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Keywords: 1967 Referendum

  • AUSTRALIA

    The Uluru Statement, the Constitution and the Election

    • Frank Brennan
    • 06 May 2022
    3 Comments

    Whoever is Prime Minister after the election on May 21, he will need to address the question of Indigenous recognition in the Australian Constitution. This is the sixth election in a row when the question has been a live, unresolved issue during the election campaign. The patience of Indigenous leaders is understandably wearing thin. Trust is waning. There is still no clear path ahead. So where to from here?  

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  • AUSTRALIA

    After the truths are told

    • Dean Ashenden
    • 03 May 2022
    4 Comments

      The danger is that unless commissions and inquiries are accompanied by other ways of telling other truths they will inadvertently help to shrink that national story into the story of victims who in fact have never been only victims, and of unmentioned perpetrators who in fact have never been only perpetrators. They risk preaching to a more-or-less converted majority and to an implacably unconverted minority.

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  • AUSTRALIA

    Seeing the con in reconciliation

    • Celeste Liddle
    • 28 May 2020
    12 Comments

    Reconciliation week itself begins on the 27th May, the anniversary of the 1967 Referendum, which granted Aboriginal people the right to be counted in the census. The anniversary of the Mabo ruling in the High Court rounds out the week. Yet every year, I would swear that this week means nothing more to most people in this country than to call on the Aboriginal and Torres Strait Islander people in their workplaces and community to do more work.

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  • AUSTRALIA

    Aboriginal Ministers maintain the status quo

    • Celeste Liddle
    • 19 June 2019
    8 Comments

    It's long fascinated me that it tends to be the conservative side of politics that has delivered many of our Indigenous political firsts. Perhaps it's simply because Indigenous conservatives are, by virtue of their politics, no real threat to the status quo. Our Minister for Indigenous Australians Ken Wyatt is a case in point.

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  • AUSTRALIA

    Where to next for the Uluru Statement

    • Kate Galloway
    • 20 May 2019
    3 Comments

    As we will be asked to participate in a referendum on the issue within the next couple of years, each Australian needs to inform themselves of the facts about the proposal and the design process.

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  • AUSTRALIA

    Walking together for a better future

    • Frank Brennan
    • 01 October 2018
    3 Comments

    Frank Brennan's keynote address to the National Aboriginal and Torres Strait Islander Catholic Council Assembly entitled: 'Strong Faith. Strong Youth. Strong Future — Walking Together in a movement of the Australian people for a better future'. 1 October 2018, Technology Park — Bentley, Perth

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  • RELIGION

    New horizons for justice and solidarity

    • Frank Brennan
    • 10 September 2018

    As leaders like Gough Whitlam and Patrick Dodson have attested, if we are to imagine and strive towards New Horizons for Justice and Solidarity, we need conviction, perseverance, capacity for compromise, relationships of trust, humour.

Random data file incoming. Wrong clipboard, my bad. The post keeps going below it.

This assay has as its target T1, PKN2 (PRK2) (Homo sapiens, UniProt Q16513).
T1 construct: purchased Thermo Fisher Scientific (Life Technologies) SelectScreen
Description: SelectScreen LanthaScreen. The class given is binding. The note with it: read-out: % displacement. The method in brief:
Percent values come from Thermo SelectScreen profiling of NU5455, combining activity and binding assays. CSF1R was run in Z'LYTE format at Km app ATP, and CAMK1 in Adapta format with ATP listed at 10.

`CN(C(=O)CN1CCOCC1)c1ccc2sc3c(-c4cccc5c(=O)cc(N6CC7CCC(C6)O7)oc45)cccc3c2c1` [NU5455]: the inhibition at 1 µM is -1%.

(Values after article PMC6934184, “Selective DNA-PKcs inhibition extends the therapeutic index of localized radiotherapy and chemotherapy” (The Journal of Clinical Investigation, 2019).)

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  • RELIGION

    Leading in diverse times

    • Frank Brennan
    • 16 July 2018
    3 Comments

    'Kristina Keneally was unapologetic in putting the place of women in our church front and centre. And so we should.' Tropical and Topical, 2018 National Catholic Principals' Conference, Cairns Convention Centre, 16 July 2018.

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  • AUSTRALIA

    Public servant to the First Australians

    • Frank Brennan
    • 26 April 2018
    2 Comments

    'Nothing gave Barrie greater pleasure than to see Aboriginal Australians replacing him and taking their rightful place in the administration of the nation.' Funeral Homily for Barrie Dexter CBE, Australian Centre for Christianity and Culture, 26 April 2018

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  • AUSTRALIA

    Best of 2017: Indigenous rights 50 years after the referendum

    • Dani Larkin
    • 09 January 2018

    In the face of historically low levels of Indigenous representation in our parliaments, the Indigenous caucus between Commonwealth, State and Territory Labor representatives points to some progress. But we have a long way to go.

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  • AUSTRALIA

    Best of 2017: Left ignores S.44's racist legacy

    • Celeste Liddle
    • 09 January 2018
    4 Comments

    It seemed enough for many 'progressives' that the majority of the people who had fallen by the dual citizenship wayside were Coalition members, with the added bonus of Malcolm Roberts. I began to wonder why what is essentially an issue of racism and discrimination was not considered a priority for those who state they believe in social justice.

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  • AUSTRALIA

    Left fails to confront S.44's racist legacy

    • Celeste Liddle
    • 13 November 2017
    11 Comments

    It seemed enough for many 'progressives' that the majority of the people who had fallen by the dual citizenship wayside were Coalition members, with the added bonus of Malcolm Roberts. I began to wonder why what is essentially an issue of racism and discrimination was not considered a priority for those who state they believe in social justice.

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